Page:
In the wee hours of Thursday morning, Republicans in the North Carolina General Assembly successfully overrode Governor Bev “Let’s-Just-Skip-Elections” Perdue’s veto of a bill prohibiting the North Carolina Association of Educators (NCAE) from using the state to collect the due payments the Democratic Party and teachers union have called foul.  Gov. Perdue said, “The Republicans in the General Assembly didn’t have the votes to get what they wanted legally. So, in the dark of night, they engaged in an unprecedented, unconstitutional power grab.” Of course, they did have the votes (the state constitution requiring 2/3 of both chambers to override a veto), and such action is hardly unprecedented (look at last year’s Congress to see just how productive Democrats can be in the middle of the night).

The NCAE occupies a funny place in North Carolina politics. Because North Carolina is a Right to Work state, the union is fairly small (especially when compared to its affiliates in Wisconsin and New Jersey), but they have been quite active lately. They vigorously opposed the budget passed out of the General Assembly and were quite involved in the recent elections for the Wake County School Board and the debate surrounding neighborhood schools.

In light of the NCAE’s political activities, it’s worth asking whether the state should act as a dues collector for the group. Considering that there are likely many taxpayers not associated with the NCAE who would object to many of the group’s activities and political positions, it’s worth considering what benefits the NCAE provides.  The state would then be obligated to be the union’s bill collector.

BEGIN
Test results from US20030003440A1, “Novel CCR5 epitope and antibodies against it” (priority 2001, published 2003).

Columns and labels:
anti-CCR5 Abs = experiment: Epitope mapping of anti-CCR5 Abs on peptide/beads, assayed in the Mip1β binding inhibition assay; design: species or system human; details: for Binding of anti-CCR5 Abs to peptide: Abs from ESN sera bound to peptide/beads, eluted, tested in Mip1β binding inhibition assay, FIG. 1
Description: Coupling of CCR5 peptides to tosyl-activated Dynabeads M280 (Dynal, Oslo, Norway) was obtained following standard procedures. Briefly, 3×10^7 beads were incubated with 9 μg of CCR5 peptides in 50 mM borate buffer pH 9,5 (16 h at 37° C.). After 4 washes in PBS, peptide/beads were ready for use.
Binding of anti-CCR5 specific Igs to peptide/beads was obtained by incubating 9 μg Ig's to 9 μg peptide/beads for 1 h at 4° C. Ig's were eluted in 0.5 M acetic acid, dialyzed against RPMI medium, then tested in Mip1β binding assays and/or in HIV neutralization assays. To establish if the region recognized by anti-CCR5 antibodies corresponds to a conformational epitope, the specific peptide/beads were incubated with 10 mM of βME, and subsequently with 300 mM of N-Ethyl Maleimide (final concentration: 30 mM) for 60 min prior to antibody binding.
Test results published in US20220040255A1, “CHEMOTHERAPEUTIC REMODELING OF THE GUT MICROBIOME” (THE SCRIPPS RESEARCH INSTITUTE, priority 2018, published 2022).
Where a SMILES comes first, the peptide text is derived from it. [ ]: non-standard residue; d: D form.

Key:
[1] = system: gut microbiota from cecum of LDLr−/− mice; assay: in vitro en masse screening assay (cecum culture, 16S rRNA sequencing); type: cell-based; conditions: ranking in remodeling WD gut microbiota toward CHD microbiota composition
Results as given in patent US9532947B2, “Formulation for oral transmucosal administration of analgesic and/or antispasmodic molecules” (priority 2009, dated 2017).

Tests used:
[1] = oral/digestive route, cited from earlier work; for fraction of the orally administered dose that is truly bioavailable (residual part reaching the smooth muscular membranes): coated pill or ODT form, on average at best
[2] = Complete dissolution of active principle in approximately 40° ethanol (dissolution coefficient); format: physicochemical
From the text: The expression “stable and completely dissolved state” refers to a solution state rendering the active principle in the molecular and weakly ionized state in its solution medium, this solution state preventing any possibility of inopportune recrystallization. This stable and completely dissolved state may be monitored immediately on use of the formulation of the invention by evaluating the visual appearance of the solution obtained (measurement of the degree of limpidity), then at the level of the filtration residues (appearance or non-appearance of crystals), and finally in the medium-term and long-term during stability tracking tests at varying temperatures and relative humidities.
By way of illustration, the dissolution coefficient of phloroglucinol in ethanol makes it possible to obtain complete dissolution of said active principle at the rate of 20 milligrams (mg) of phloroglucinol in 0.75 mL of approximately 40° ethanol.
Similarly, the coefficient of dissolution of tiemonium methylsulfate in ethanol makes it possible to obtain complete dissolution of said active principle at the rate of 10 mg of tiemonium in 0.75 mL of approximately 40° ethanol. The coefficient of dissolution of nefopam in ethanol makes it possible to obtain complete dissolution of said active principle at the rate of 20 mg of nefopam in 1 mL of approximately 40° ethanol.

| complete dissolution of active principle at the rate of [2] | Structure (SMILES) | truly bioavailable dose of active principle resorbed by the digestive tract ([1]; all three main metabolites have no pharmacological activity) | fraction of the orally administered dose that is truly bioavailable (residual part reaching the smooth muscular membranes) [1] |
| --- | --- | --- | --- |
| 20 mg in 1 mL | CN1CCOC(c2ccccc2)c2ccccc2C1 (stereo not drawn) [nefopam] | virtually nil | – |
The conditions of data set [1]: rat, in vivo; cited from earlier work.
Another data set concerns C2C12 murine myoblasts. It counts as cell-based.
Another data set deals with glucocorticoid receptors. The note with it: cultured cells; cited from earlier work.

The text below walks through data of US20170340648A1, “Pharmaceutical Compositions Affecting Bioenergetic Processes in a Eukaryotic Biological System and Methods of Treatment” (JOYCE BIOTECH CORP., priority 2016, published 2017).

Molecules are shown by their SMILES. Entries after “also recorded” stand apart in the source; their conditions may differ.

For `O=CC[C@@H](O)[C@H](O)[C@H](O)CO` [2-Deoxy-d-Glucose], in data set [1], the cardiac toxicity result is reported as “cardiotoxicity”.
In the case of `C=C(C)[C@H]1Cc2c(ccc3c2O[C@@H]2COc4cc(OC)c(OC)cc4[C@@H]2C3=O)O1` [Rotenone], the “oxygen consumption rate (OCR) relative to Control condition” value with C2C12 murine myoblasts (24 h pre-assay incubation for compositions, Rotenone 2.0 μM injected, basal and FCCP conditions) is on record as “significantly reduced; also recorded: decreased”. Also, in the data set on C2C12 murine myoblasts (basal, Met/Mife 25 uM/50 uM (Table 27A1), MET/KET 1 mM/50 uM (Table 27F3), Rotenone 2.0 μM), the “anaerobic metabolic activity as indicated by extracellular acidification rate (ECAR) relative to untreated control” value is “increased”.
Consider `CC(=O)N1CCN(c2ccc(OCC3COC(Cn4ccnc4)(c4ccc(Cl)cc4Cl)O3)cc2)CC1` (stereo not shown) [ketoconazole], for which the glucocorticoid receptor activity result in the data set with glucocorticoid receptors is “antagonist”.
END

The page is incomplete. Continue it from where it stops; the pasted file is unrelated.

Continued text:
Indeed, the situation is quite curious.  The teachers union has promised to sue, claiming that the law somehow targets or singles out the group for punitive treatment. Yet, one is tempted to ask why the group feels so entitled to such privileged treatment. There are many groups and organizations across the state, from the Boy Scouts to the Knights of Columbus, that do not have access to the state’s payroll system for dues collection.  Rather than targeting the group for special treatment, the law actually puts the union on an equal standing with every other group in the state.  Some groups, such as the United Way, and the state affiliate of the SEIU, still have access to the payroll system, but these groups are the exception rather than the rule. So instead of arguing that they have an inherent right to automatic dues deductions, a more logical argument would push for other groups to not be allowed to access the state payroll system. Ultimately, this would be the most “fair” outcome for everyone involved.  Why should state resources be devoted to furthering the ends of private groups?  While automatic dues and donation deductions are convenient for the groups receiving the money, what is the benefit to the state?  Especially in the era of online bill pay, there’s really no need for the state to be involved in these transactions.  Why is North Carolina (along with many other states and their respective unions) involved with organizations like the NCAE at all?

Instead of recognizing that an overly generous special perk courtesy of the state has now come to an end, the NCAE is taking to the streets to demand the return of what is “rightfully” theirs. Instead of demanding that the state act as their personal dues collector, the union should recognize that very few other groups have this privilege and should not waste the state’s time and resources with ridiculous complaints.

Marc Seelinger Jr. // University of North Carolina at Chapel Hill // Chapel Hill, North Carolina // @marcseelinger